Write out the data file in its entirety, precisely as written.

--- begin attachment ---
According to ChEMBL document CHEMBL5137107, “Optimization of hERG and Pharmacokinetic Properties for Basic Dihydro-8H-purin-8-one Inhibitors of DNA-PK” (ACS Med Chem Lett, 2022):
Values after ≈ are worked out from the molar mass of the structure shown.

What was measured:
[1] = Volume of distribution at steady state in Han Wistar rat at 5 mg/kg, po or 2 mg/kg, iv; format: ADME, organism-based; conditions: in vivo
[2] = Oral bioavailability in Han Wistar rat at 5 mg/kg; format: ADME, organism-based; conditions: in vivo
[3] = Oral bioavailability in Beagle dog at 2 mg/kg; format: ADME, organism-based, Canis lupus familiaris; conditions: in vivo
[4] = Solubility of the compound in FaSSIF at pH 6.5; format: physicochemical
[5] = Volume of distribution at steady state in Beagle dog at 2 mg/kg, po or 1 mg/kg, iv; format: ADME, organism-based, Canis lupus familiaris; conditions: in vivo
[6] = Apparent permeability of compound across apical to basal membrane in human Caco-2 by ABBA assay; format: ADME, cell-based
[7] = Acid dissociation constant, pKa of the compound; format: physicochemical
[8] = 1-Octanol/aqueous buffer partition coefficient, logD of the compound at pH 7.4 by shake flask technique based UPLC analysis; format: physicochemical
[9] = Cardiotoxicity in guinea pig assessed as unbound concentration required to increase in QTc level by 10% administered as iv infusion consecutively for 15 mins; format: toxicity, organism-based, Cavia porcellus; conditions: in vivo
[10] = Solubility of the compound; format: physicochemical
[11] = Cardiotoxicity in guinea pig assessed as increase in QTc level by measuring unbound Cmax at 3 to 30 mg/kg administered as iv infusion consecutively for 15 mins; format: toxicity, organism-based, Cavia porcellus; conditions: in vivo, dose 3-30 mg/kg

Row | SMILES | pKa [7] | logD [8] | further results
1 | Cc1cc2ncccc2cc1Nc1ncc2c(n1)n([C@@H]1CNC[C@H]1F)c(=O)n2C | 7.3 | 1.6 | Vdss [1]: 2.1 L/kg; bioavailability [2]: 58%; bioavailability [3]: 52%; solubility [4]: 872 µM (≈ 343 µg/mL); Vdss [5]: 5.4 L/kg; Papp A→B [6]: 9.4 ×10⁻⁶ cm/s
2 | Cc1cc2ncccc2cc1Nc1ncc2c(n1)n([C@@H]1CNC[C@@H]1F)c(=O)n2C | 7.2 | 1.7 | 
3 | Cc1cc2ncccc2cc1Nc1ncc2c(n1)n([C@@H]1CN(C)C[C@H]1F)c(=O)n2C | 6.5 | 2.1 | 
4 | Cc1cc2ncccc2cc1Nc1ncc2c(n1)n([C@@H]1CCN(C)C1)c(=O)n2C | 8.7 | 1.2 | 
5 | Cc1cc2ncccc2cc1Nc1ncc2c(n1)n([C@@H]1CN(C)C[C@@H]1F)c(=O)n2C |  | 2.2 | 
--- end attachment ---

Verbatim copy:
According to ChEMBL document CHEMBL5137107, “Optimization of hERG and Pharmacokinetic Properties for Basic Dihydro-8H-purin-8-one Inhibitors of DNA-PK” (ACS Med Chem Lett, 2022):
Values after ≈ are worked out from the molar mass of the structure shown.

What was measured:
[1] = Volume of distribution at steady state in Han Wistar rat at 5 mg/kg, po or 2 mg/kg, iv; format: ADME, organism-based; conditions: in vivo
[2] = Oral bioavailability in Han Wistar rat at 5 mg/kg; format: ADME, organism-based; conditions: in vivo
[3] = Oral bioavailability in Beagle dog at 2 mg/kg; format: ADME, organism-based, Canis lupus familiaris; conditions: in vivo
[4] = Solubility of the compound in FaSSIF at pH 6.5; format: physicochemical
[5] = Volume of distribution at steady state in Beagle dog at 2 mg/kg, po or 1 mg/kg, iv; format: ADME, organism-based, Canis lupus familiaris; conditions: in vivo
[6] = Apparent permeability of compound across apical to basal membrane in human Caco-2 by ABBA assay; format: ADME, cell-based
[7] = Acid dissociation constant, pKa of the compound; format: physicochemical
[8] = 1-Octanol/aqueous buffer partition coefficient, logD of the compound at pH 7.4 by shake flask technique based UPLC analysis; format: physicochemical
[9] = Cardiotoxicity in guinea pig assessed as unbound concentration required to increase in QTc level by 10% administered as iv infusion consecutively for 15 mins; format: toxicity, organism-based, Cavia porcellus; conditions: in vivo
[10] = Solubility of the compound; format: physicochemical
[11] = Cardiotoxicity in guinea pig assessed as increase in QTc level by measuring unbound Cmax at 3 to 30 mg/kg administered as iv infusion consecutively for 15 mins; format: toxicity, organism-based, Cavia porcellus; conditions: in vivo, dose 3-30 mg/kg

Row | SMILES | pKa [7] | logD [8] | further results
1 | Cc1cc2ncccc2cc1Nc1ncc2c(n1)n([C@@H]1CNC[C@H]1F)c(=O)n2C | 7.3 | 1.6 | Vdss [1]: 2.1 L/kg; bioavailability [2]: 58%; bioavailability [3]: 52%; solubility [4]: 872 µM (≈ 343 µg/mL); Vdss [5]: 5.4 L/kg; Papp A→B [6]: 9.4 ×10⁻⁶ cm/s
2 | Cc1cc2ncccc2cc1Nc1ncc2c(n1)n([C@@H]1CNC[C@@H]1F)c(=O)n2C | 7.2 | 1.7 | 
3 | Cc1cc2ncccc2cc1Nc1ncc2c(n1)n([C@@H]1CN(C)C[C@H]1F)c(=O)n2C | 6.5 | 2.1 | 
4 | Cc1cc2ncccc2cc1Nc1ncc2c(n1)n([C@@H]1CCN(C)C1)c(=O)n2C | 8.7 | 1.2 | 
5 | Cc1cc2ncccc2cc1Nc1ncc2c(n1)n([C@@H]1CN(C)C[C@@H]1F)c(=O)n2C |  | 2.2 | 